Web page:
“My work explores the relationship between consumerist fetishism and the emerging recycling culture within the visual arts. Due to our society’s overspending on children’s plastic toys, especially dolls, the materials for my assemblages are very accessible.”
See more of Freya’s work after the jump including a special Darth Vader piece in honor of Lucas Films being sold to Disney! (via)
Her toes were broken when she was a kid, then constantly bound to make them smaller until she couldn’t walk straight anymore. At the age of 88, Zhang Yun Ying is among the last witnesses of China’s infamous tradition of foot binding.
It has been recently brought to attention by a British photographer Jo Farrell who is already known for documenting endangered traditions and cultures. Her ongoing project “Living History” captures the lives of some of the last remaining women in China with bound feet. According to Farrell, in the past year alone, three women she’s been documenting have passed away so she feels it is “imperative to focus on recording their lives before it is too late”.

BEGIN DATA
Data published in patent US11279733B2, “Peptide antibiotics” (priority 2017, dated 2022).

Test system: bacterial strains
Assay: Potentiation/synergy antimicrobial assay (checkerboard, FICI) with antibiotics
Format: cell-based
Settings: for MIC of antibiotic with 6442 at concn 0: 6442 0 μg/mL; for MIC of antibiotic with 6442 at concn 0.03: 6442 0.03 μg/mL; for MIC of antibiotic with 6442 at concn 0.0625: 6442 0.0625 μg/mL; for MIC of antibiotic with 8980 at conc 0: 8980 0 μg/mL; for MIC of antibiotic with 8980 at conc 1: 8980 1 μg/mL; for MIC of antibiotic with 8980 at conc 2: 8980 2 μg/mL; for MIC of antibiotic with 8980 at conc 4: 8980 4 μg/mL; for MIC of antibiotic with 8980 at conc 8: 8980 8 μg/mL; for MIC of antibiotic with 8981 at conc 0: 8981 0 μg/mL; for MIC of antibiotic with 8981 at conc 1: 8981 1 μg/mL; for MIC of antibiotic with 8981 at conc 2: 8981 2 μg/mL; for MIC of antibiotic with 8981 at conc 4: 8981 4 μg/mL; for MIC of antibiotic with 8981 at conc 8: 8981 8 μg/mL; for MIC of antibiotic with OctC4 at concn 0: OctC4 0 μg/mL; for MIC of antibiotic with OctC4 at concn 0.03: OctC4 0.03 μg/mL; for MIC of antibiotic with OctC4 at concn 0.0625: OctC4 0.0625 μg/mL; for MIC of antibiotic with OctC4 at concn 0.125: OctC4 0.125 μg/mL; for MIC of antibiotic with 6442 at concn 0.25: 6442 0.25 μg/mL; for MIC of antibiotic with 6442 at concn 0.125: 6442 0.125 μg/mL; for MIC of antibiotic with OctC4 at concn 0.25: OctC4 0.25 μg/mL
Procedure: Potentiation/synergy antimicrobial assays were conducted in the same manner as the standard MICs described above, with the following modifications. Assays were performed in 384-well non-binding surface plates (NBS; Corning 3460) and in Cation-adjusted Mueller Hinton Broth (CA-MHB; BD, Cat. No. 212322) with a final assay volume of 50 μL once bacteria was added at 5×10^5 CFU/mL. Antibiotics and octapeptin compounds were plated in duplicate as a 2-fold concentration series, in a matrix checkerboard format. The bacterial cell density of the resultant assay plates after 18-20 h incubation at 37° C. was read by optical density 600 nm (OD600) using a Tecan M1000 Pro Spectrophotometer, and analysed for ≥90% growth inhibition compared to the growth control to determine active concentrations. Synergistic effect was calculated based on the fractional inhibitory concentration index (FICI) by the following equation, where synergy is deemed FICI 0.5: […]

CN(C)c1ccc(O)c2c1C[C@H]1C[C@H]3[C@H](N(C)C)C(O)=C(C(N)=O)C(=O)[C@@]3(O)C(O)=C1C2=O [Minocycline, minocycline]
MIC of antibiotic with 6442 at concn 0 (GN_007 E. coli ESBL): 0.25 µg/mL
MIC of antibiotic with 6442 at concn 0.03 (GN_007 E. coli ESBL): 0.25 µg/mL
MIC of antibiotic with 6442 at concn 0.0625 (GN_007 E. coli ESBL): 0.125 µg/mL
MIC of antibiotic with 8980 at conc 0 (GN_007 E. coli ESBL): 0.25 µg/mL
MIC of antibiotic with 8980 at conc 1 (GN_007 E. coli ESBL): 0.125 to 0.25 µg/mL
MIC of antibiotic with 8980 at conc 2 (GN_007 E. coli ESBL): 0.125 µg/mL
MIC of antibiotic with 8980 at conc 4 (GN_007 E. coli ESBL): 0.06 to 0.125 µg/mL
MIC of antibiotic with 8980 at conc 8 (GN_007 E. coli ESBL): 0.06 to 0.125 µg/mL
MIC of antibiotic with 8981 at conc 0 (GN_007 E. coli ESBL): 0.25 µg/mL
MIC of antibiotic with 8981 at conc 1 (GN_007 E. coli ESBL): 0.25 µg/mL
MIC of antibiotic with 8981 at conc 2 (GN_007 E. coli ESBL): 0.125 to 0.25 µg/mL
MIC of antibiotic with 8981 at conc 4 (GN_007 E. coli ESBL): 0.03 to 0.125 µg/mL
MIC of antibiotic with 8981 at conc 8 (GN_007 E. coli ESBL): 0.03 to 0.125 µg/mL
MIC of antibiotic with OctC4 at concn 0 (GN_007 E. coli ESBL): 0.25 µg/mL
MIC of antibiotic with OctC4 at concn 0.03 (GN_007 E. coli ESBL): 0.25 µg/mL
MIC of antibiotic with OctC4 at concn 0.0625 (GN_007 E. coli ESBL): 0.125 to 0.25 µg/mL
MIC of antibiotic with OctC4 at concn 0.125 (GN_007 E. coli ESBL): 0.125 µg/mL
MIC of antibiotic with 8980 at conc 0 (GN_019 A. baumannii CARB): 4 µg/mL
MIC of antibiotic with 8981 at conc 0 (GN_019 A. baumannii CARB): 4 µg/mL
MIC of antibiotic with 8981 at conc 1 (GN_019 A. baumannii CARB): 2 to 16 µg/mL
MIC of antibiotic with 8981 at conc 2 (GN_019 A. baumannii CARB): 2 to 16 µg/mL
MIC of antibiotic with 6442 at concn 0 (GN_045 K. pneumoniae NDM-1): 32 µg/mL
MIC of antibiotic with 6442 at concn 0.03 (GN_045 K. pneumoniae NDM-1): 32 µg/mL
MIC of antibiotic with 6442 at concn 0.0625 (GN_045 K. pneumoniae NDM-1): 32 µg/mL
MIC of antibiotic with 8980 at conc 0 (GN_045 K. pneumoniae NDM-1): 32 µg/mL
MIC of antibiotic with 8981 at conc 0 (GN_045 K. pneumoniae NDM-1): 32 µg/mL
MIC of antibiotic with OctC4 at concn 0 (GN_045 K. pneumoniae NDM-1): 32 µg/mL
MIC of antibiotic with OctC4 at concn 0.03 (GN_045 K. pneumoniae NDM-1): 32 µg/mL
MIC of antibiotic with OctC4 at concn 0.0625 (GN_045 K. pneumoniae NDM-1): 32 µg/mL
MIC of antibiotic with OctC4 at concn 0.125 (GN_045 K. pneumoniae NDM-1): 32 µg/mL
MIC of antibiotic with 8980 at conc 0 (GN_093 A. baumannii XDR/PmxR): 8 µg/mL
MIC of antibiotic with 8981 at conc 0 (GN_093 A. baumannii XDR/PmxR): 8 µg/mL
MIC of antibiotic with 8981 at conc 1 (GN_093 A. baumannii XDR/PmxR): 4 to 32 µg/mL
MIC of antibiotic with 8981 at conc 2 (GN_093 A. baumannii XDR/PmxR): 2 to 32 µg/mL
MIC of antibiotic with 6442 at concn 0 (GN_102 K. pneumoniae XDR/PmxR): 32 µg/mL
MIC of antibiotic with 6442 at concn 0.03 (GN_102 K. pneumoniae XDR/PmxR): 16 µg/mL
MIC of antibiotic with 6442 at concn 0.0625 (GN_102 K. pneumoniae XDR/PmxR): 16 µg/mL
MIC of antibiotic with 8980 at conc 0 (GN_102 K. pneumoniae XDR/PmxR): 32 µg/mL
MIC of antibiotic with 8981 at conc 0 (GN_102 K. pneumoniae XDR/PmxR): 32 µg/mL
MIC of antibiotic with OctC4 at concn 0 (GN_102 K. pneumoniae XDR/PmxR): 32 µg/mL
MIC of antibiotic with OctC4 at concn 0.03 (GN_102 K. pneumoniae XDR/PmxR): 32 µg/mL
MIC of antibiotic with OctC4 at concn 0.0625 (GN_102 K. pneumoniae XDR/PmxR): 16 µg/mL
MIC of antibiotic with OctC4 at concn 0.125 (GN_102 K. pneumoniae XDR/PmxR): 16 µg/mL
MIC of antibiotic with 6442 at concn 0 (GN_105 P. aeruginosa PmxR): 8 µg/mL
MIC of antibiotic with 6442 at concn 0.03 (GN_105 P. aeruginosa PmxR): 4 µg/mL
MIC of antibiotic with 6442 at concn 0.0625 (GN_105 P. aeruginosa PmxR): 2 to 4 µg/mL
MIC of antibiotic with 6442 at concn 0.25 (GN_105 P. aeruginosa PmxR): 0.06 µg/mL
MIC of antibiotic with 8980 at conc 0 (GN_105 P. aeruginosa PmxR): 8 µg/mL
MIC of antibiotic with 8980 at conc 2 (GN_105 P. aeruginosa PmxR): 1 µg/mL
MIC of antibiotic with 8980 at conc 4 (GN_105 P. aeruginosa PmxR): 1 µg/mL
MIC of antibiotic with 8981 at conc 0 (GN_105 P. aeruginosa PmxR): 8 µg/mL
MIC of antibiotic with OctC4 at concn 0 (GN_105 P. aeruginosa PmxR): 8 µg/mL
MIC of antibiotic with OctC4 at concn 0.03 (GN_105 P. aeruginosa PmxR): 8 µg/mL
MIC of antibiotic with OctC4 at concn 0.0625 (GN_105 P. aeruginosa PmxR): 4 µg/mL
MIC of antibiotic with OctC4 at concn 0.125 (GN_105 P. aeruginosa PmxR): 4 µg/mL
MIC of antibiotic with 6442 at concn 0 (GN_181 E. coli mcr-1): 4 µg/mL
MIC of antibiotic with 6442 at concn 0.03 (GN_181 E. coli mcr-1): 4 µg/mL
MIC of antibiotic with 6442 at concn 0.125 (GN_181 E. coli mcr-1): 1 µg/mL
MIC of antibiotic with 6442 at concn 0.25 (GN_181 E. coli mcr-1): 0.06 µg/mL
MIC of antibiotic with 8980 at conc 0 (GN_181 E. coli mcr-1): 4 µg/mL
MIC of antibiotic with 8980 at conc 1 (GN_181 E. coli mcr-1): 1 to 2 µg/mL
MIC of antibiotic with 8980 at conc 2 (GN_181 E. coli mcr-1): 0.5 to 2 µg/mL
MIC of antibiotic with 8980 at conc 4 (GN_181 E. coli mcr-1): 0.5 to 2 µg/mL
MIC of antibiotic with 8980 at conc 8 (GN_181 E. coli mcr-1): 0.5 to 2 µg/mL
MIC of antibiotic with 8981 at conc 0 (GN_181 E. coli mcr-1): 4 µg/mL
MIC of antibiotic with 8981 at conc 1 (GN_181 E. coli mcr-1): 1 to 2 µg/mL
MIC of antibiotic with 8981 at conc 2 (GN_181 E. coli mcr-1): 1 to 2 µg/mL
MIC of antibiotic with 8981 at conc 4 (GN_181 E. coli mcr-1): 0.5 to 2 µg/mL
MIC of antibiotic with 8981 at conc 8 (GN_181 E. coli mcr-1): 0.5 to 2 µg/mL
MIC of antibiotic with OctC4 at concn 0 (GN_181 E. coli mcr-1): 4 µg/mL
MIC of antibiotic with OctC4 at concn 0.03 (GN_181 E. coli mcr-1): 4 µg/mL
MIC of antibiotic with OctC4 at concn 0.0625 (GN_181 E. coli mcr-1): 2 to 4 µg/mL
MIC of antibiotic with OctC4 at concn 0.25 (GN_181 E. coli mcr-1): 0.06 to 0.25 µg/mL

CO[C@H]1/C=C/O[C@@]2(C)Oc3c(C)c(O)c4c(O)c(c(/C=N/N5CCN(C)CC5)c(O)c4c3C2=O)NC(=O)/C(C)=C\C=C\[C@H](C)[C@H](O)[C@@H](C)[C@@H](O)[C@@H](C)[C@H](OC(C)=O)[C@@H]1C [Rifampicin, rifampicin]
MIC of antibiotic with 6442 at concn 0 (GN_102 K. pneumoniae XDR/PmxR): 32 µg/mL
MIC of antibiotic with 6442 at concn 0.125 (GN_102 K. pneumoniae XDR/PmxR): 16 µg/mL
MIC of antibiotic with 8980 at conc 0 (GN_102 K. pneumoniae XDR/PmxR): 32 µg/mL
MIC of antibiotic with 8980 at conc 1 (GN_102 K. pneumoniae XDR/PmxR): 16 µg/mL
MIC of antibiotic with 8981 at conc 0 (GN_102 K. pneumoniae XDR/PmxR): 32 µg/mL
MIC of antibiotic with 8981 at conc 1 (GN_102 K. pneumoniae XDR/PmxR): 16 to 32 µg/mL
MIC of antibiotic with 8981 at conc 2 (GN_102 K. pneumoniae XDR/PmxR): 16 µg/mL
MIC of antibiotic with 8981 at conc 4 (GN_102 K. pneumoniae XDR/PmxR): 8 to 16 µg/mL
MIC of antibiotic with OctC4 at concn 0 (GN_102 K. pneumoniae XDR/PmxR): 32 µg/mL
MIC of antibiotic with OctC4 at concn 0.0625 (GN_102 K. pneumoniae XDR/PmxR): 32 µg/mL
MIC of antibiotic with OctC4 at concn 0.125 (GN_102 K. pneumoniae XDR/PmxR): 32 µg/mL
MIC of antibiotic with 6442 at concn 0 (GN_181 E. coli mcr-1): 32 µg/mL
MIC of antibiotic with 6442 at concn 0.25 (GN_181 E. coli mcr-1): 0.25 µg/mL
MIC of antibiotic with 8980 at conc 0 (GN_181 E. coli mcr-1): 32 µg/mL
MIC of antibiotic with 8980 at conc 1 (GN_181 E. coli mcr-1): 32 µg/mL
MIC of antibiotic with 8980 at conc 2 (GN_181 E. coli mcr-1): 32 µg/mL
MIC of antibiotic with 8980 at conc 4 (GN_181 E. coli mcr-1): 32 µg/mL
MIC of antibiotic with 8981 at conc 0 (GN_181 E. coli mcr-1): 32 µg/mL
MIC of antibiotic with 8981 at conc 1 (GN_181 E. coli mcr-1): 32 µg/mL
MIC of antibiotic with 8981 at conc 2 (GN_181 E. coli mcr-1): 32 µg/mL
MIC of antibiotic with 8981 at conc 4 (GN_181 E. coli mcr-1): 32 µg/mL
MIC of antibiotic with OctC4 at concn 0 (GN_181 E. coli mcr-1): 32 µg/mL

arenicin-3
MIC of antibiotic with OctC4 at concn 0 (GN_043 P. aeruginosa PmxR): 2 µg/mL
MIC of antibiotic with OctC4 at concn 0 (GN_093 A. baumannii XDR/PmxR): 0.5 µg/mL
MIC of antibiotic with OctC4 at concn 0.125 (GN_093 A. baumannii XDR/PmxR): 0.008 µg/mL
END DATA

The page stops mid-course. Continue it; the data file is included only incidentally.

Tiny feet (with the ideal being no bigger than 3 to 4 inches) were once considered to be the symbol of beauty and social status. Young women would crush and bind their feet hoping to marry into money. Concealing the bound foot from men’s eyes also instigated an erotic approach towards it. Even though the inhumane custom was banned in 1912 by Chinese government, it was still practiced behind closed doors.
Apart from showcasing the shocking photos to the public, Farrell wants to make a point that modern women are not so different from the elders she works with:
“In every culture there are forms of body modification that adhere to that cultures’ perception of beauty. From Botox, FGM, breast augmentation, scarring and tattooing, to rib removals, toe tucks and labrets.”